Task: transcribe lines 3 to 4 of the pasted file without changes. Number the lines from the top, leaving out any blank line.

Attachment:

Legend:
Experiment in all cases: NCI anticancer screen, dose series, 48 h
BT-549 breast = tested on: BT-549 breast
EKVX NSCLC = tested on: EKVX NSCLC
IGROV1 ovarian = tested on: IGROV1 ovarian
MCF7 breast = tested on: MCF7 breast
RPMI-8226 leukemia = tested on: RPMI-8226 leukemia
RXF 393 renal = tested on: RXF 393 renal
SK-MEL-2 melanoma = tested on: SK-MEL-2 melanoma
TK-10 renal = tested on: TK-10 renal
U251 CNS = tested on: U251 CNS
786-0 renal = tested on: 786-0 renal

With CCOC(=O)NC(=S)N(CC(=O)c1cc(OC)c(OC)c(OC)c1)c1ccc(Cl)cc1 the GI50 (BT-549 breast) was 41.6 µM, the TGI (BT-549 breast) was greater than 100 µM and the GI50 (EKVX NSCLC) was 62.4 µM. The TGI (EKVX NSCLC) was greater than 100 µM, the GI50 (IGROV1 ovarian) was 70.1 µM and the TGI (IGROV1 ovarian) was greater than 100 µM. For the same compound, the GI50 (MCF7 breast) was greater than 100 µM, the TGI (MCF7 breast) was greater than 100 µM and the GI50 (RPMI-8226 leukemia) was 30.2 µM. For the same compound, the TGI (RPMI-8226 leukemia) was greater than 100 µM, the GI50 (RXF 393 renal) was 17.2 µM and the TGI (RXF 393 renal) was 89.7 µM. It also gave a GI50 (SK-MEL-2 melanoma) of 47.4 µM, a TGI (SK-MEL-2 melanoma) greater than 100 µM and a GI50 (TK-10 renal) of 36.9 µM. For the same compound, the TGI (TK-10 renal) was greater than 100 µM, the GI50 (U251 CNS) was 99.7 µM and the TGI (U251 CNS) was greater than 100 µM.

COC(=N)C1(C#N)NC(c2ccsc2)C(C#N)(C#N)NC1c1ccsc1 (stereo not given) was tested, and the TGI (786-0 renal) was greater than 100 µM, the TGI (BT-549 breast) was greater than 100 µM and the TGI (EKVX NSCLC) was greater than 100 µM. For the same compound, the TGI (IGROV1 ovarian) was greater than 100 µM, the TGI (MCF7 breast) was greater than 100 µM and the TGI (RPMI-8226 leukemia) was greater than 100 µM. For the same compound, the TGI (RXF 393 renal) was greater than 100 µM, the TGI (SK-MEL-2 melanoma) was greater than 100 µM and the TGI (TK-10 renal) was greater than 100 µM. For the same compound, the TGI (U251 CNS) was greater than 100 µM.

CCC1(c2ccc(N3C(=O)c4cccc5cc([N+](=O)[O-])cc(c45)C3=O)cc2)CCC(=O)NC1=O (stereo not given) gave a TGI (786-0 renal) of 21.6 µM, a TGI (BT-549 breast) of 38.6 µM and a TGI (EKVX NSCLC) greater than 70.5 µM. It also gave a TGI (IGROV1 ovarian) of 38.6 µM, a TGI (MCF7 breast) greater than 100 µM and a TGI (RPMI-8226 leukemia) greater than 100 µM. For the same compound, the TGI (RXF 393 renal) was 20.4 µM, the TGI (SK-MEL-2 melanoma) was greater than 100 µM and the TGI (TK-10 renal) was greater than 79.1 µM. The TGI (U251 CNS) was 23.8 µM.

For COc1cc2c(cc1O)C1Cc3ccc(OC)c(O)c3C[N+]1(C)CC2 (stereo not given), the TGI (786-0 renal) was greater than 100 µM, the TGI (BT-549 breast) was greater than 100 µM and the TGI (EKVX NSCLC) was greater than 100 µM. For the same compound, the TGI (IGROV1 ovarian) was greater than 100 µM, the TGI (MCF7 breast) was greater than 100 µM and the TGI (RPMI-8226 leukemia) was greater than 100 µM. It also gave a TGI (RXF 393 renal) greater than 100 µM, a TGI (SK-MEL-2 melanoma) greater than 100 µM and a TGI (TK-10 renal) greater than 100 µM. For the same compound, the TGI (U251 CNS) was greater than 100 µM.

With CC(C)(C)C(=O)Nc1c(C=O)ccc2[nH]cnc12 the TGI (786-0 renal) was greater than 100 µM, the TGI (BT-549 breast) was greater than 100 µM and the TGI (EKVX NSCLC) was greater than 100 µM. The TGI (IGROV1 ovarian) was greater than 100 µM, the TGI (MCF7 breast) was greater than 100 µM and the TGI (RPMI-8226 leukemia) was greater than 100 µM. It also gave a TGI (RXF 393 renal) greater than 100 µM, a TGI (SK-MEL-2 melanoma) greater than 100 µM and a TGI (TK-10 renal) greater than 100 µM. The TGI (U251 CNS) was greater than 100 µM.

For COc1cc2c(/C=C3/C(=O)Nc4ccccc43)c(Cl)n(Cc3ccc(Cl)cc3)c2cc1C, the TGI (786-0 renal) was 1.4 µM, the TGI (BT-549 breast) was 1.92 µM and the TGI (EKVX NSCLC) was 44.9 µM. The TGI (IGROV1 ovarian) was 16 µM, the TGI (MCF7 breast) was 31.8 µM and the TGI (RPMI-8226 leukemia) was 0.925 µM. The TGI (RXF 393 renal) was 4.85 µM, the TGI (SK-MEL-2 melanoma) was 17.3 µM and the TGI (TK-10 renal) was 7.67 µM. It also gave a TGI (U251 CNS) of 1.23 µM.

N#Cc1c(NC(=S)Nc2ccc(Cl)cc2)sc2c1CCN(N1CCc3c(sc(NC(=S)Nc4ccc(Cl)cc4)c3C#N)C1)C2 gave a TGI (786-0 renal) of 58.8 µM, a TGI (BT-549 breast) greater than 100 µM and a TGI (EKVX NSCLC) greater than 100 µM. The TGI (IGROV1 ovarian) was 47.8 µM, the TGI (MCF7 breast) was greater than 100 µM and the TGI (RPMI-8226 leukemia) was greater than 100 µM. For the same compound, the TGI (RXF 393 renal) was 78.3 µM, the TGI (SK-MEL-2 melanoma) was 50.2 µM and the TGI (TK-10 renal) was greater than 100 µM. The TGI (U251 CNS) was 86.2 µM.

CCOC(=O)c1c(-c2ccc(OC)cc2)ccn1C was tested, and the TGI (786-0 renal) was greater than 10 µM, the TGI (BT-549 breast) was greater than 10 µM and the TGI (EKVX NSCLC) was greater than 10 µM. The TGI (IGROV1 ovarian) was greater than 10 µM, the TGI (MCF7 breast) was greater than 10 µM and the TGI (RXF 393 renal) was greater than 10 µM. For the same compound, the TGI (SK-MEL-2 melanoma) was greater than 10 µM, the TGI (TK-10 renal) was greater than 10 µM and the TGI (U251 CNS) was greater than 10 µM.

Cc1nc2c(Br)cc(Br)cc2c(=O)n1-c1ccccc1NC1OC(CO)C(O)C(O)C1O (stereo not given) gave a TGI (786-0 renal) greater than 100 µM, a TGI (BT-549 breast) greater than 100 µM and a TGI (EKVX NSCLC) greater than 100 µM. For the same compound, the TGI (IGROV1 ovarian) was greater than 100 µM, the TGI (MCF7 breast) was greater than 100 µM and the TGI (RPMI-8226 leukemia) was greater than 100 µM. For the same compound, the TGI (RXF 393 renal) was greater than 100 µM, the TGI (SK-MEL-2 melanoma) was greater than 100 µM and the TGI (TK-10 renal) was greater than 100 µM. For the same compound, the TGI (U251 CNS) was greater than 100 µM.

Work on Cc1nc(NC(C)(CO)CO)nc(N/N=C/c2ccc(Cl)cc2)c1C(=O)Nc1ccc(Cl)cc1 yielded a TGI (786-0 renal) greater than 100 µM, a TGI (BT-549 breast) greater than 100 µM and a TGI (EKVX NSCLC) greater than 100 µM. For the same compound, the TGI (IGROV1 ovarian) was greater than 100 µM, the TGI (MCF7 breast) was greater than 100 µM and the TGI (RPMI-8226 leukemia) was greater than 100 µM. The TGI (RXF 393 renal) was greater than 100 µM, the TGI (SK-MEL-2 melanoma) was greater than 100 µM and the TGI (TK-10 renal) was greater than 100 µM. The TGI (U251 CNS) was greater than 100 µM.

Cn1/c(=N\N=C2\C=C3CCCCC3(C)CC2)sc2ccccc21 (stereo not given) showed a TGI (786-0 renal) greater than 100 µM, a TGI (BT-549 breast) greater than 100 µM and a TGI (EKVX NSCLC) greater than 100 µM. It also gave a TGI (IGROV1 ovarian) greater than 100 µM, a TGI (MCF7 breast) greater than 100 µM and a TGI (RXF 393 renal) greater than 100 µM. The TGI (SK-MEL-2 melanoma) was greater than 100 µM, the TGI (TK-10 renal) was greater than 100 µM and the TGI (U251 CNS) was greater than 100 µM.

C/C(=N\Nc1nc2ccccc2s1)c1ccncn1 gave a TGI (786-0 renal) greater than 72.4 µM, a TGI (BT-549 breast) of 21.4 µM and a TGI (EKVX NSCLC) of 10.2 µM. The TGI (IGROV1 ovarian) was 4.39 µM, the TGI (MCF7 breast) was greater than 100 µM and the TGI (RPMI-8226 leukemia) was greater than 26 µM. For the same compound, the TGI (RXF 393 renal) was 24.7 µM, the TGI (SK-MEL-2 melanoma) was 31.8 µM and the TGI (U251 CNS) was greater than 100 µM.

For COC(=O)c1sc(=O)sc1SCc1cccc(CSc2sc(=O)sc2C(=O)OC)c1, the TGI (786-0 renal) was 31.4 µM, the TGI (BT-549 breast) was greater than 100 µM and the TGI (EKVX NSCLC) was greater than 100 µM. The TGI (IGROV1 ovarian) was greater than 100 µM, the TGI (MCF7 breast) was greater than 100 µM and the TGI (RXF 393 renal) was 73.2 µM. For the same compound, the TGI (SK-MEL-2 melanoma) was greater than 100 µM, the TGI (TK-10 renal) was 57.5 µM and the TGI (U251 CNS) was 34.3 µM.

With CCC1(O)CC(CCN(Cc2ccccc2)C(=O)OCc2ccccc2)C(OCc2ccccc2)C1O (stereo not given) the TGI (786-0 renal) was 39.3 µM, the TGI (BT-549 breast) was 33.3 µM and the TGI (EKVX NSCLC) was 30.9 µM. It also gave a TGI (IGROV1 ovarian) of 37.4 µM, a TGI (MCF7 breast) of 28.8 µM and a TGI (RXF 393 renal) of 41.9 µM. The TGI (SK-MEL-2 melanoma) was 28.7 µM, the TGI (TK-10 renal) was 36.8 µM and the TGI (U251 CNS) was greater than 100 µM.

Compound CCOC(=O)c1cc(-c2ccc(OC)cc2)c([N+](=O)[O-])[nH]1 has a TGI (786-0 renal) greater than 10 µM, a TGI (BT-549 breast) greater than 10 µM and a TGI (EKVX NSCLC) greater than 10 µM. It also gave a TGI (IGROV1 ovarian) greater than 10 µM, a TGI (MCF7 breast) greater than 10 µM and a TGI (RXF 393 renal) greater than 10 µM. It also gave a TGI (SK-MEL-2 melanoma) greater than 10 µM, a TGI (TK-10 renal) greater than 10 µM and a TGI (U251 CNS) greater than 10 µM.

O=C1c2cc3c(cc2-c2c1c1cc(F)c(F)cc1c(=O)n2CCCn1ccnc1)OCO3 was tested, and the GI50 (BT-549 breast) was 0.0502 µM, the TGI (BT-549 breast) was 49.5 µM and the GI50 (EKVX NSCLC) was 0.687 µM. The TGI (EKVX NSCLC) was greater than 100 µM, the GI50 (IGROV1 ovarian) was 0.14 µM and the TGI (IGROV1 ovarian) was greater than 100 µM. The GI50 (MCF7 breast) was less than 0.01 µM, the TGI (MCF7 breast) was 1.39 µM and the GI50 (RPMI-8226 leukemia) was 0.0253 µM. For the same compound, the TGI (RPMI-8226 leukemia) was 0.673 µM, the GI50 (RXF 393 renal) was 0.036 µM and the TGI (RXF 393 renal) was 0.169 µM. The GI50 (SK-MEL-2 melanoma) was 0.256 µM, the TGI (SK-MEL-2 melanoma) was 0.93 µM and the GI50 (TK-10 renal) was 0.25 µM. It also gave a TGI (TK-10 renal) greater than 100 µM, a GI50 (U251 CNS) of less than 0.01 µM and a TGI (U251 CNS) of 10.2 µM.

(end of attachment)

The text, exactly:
BT-549 breast = tested on: BT-549 breast
EKVX NSCLC = tested on: EKVX NSCLC